Feeds

MS preparing for IE6 public preview?

Small imperfectly formed site accepting bug reports already...

  • alert
  • submit to reddit

Build a business case: developing custom apps

Microsoft is poised to begin a public preview of Internet Explorer 6, according to a web site tracked down by Betanews. The curiously inexpert-looking use of an IP in the link had our scam detectors twitching, but no, 131.107.85.107 does seem to be owned by the Beast of Redmond, so the site's probably just under construction, and the name's TBA.

Most likely Microsoft intends to kick off the preview of the non-WinXP version of IE6 at around the same time as it rolls with the preview of WinXP itself. As yet there's no information on the site actually about the public preview (although there's a nice blank page), and the only thing that seems to be working is a nice form for reporting the bugs in the software you haven't got. Unless you grabbed it when the beta code escaped a while back.

IE6 is certainly important to Microsoft, because it's the version of the software the company will be using to get its take on privacy and cookie management into the hands of the users. It'll include, as Microsoft announced ealier this week, support for P3P privacy statements, and a default cookie handling setting of medium, which is probably where most of the world will leave it.* Our old friend Jason Catlett, president of Junkbusters, snappily denounced it all: "Microsoft's 'thermostat setting' where surfers are required to tell their PCs how much they will tolerate being surveilled gives a misleading and dangerous view of privacy. People shouldn't be forced to trade privacy for participation." More snappy denunciations from Jason available here.

Actually, even though the preview IP does seem to belong to Microsoft, it still looks like an email address gathering scam to us, just maybe a Microsoft one. MS public preview programs are generally intended to get pretty large numbers of people to look at the software, and we surmise that the volume of bug reports they generate must be so vast that the smart thing to do is just to route them all straight to the trash, rather than actually check them.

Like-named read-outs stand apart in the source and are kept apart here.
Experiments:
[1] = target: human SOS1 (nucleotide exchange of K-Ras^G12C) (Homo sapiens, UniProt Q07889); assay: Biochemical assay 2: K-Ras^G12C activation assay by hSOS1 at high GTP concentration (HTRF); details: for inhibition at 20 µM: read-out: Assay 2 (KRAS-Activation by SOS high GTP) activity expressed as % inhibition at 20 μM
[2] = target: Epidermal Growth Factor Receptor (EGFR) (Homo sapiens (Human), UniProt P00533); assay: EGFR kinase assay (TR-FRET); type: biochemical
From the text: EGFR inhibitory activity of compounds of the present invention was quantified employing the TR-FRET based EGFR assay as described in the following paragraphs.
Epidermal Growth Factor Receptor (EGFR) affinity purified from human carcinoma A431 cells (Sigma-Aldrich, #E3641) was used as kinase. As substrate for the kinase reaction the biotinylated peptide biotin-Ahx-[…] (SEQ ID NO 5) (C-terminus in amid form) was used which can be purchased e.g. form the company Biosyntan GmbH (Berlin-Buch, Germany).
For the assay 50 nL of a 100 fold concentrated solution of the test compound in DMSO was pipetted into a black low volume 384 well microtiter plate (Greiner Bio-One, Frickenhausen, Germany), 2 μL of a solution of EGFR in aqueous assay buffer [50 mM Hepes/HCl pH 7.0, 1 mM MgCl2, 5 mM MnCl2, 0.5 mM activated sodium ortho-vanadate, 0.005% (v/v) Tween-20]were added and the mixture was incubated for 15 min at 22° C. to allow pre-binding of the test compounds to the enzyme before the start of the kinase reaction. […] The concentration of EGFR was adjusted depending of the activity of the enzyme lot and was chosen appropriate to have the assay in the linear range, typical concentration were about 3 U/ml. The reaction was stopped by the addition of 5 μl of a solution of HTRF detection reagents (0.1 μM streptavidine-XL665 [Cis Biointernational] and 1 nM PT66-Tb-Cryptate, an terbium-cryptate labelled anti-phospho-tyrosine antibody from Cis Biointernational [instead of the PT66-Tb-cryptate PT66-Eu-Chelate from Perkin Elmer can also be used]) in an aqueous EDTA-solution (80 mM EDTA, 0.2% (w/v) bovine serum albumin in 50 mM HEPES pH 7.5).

But those nice fields with name, email address, detailed hardware configuration, ISP name, connection type, software on the machine... Well, that's all useful, isn't it? And it's also the sort of stuff people get ballistic about if, say, they find the software sniffs it out and 'accidentally' sends it to Redmond. The great thing about preview programs is that you can use them to induce people to invade their own privacy for you. ®

* Cranking cookie detect up to full can be entertaining. A recent Register reality check of the Intel site collected us 58 cookies during a visit to the front door, and two other pages. This is one sick company.

Related Stories

Microsoft becomes cookie defender, privacy hero
MS adds cookie detector to IE, grooms Privacy R US stance

And you can't sign up for the program yet here.

Maximizing your infrastructure through virtualization

More from The Register

next story
Whoah! How many Google Play apps want to read your texts?
Google's app permissions far too lax – security firm survey
Chrome browser has been DRAINING PC batteries for YEARS
Google is only now fixing ancient, energy-sapping bug
Do YOU work at Microsoft? Um. Are you SURE about that?
Nokia and marketing types first to get the bullet, says report
Microsoft takes on Chromebook with low-cost Windows laptops
Redmond's chief salesman: We're taking 'hard' decisions
EU dons gloves, pokes Google's deals with Android mobe makers
El Reg cops a squint at investigatory letters
Big Blue Apple: IBM to sell iPads, iPhones to enterprises
iOS/2 gear loaded with apps for big biz ... uh oh BlackBerry
OpenWRT gets native IPv6 slurping in major refresh
Also faster init and a new packages system
Google shows off new Chrome OS look
Athena springs full-grown from Chromium project's head
prev story

Whitepapers

Top three mobile application threats
Prevent sensitive data leakage over insecure channels or stolen mobile devices.
The Essential Guide to IT Transformation
ServiceNow discusses three IT transformations that can help CIO's automate IT services to transform IT and the enterprise.
Mobile application security vulnerability report
The alarming realities regarding the sheer number of applications vulnerable to attack, and the most common and easily addressable vulnerability errors.
How modern custom applications can spur business growth
Learn how to create, deploy and manage custom applications without consuming or expanding the need for scarce, expensive IT resources.
Consolidation: the foundation for IT and business transformation
In this whitepaper learn how effective consolidation of IT and business resources can enable multiple, meaningful business benefits.